Agency Recruiter Complaints-Two Sides To A Story
The job market is filled with stories from job seekers working with agency or third-party Recruiters who give the industry a bad name. LinkedIn is filled with rants from employers and job seekers alike frustrated with poor customer service, lack of follow through and sometimes just downright unethical behavior. Yet, the recruiting industry is estimated to be $145 Billion in revenue in 2018. SHRM’s California report shows 70% of employers in the last year had difficulty recruiting for full time positions and that using a recruitment agency is the #1 most effective way to hire. So clearly the industry is creating a lot of opportunity for bad behavior.
Job seekers like to criticize agency recruiters for the following issues but I want to show the flip side for consideration.
Recruiter complaint #1-Calling with irrelevant jobs.
I hear this complaint often. “The agency calls me with jobs I am not interested in.”
- It’s true, some people simply don’t listen. Others are trying to keep a line of communication open and present you with options. They may be calling you with the only openings they have available. Despite the thinking of many job seekers that “job openings flow to Recruiters from a magic fountain” your perfect job opening may not be available to them to recruit.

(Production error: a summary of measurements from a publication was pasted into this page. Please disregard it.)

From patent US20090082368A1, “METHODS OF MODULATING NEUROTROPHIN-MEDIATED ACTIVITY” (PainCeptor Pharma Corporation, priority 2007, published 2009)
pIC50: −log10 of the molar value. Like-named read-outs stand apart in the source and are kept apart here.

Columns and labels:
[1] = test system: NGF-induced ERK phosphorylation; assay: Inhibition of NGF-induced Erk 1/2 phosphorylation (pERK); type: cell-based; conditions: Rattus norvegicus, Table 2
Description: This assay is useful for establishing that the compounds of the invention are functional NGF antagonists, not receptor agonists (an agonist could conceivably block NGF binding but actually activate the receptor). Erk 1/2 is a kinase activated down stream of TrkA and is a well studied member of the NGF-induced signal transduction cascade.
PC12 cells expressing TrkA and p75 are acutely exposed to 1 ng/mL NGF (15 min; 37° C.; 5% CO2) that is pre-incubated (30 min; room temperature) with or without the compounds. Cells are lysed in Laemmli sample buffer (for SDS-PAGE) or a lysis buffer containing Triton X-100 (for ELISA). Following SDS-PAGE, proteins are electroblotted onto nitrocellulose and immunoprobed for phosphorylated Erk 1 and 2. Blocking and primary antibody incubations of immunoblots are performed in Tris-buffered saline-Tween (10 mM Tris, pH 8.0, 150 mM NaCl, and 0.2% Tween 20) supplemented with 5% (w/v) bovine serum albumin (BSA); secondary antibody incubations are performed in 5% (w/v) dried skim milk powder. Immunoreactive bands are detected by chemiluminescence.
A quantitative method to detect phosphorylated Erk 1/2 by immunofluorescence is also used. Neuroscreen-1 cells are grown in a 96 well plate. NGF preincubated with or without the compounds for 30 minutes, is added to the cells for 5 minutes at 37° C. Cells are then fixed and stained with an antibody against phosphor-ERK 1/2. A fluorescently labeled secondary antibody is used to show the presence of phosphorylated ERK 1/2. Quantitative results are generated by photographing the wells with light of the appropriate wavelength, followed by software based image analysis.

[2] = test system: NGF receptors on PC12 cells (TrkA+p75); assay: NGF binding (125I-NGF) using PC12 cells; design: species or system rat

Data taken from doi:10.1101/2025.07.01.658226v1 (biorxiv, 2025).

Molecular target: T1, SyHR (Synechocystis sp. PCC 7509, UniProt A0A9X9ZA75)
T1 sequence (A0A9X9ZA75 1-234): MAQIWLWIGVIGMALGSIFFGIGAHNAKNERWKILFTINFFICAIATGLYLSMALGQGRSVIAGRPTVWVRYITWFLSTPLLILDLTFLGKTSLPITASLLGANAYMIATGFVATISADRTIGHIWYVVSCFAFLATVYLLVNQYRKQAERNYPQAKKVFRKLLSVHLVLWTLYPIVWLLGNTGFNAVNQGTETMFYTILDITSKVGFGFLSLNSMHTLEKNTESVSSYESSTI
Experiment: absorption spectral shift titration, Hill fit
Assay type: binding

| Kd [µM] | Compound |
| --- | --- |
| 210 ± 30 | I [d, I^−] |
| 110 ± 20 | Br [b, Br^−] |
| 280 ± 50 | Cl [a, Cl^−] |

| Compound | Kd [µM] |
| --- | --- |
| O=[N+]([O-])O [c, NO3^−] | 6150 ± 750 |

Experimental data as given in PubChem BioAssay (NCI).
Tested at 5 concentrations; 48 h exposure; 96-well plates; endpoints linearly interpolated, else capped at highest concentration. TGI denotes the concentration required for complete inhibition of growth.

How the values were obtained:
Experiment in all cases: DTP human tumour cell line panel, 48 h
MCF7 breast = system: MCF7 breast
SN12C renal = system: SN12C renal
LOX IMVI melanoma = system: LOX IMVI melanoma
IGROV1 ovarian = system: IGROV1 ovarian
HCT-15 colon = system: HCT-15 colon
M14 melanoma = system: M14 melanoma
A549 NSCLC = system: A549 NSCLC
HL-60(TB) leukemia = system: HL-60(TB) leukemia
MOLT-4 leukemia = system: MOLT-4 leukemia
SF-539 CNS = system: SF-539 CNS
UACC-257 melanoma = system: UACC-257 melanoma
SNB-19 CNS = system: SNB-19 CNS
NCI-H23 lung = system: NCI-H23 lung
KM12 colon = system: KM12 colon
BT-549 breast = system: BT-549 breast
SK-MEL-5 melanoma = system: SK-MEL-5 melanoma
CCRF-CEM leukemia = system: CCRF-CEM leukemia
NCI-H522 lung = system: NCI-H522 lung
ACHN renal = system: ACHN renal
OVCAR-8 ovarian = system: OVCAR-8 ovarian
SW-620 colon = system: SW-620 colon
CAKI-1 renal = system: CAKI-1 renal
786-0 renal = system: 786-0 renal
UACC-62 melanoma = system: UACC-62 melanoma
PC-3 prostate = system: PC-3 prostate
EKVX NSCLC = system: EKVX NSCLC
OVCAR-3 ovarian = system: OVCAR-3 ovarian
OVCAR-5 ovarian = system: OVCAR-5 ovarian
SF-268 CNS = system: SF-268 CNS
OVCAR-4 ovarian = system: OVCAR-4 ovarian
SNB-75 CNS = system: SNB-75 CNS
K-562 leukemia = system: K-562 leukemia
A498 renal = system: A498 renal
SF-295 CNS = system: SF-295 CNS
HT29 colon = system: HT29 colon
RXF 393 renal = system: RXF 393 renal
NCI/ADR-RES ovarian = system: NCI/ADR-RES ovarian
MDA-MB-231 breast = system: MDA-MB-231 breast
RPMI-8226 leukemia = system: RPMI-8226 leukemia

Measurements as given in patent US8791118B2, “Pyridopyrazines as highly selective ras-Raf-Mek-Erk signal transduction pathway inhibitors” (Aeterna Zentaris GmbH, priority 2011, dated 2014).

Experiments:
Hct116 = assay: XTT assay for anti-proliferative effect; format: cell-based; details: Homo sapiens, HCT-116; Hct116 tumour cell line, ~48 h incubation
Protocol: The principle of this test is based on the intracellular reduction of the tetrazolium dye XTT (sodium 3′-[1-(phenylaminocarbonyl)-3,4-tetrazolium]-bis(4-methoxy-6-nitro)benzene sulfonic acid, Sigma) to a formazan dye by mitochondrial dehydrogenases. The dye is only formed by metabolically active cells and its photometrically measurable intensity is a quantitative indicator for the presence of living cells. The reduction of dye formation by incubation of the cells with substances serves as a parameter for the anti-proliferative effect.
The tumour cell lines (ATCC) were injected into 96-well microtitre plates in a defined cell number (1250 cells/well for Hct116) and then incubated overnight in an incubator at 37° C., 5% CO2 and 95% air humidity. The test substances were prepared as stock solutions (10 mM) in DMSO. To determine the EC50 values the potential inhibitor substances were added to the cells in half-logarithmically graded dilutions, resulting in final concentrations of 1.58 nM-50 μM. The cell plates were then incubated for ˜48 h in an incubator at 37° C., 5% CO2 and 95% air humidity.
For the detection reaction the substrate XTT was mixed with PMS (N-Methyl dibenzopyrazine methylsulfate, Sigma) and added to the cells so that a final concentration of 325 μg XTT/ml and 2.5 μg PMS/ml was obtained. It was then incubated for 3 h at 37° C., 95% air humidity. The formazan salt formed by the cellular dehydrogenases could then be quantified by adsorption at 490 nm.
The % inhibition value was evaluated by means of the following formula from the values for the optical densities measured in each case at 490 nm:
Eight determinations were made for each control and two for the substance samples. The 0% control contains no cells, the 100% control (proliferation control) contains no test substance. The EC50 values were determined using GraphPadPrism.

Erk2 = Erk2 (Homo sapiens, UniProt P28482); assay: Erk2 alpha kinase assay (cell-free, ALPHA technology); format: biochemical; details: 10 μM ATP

- Recruiter confusion can also be an issue. Often this issue stems from the information you shared during your initial job search meeting and then changed your mind about. They will likely check notes before calling you. Be clear about your desires, and what secondary or less attractive roles you will consider. As an example, I want to share an excerpt from a call I had with an administrative professional. The woman’s work experience could span roles from Receptionist, Administrative Assistant, Office Manager and Executive Administrative Assistant. In our call she indicated that her commute parameters included San Francisco city, Peninsula South to Palo Alto. In our call I dug a little deeper on the roles listed above in particular, about the willingness to do Reception work if it included administrative duties as well in combination. She pointedly discussed a role listed at the top of her resume which was just that, a combination role. When I asked about commuting into SF city limits she responded, “My resume is littered with jobs in SF”. This is someone who has been consulting for years, numerous temporary jobs listed who also shared a desire for a full-time regular role. I immediately presented a direct hire opportunity in SF as a Receptionist/Admin. Despite the long conversation she told me “I wouldn’t consider that type of role for a full-time job”. I was confused and really felt a little frustrated that I just spent fifteen minutes asking for her parameters to learn that the information she shared wasn’t what she really wanted. In the end she wanted to make sure I was providing her with options but wanted to be able to say no to anything and everything. Yes, that is her prerogative but I would have appreciated if she could really narrow what was truly of interest instead of “bring me options, any options” as was the impression I was left with. I would end with this advice. Be clear about your desires and rank them if need be to avoid confusion. Last, if you feel the person isn’t listening to your needs, communicate that to them instead of suffering in silence. If they continue with the bad behavior sever your relationship with them.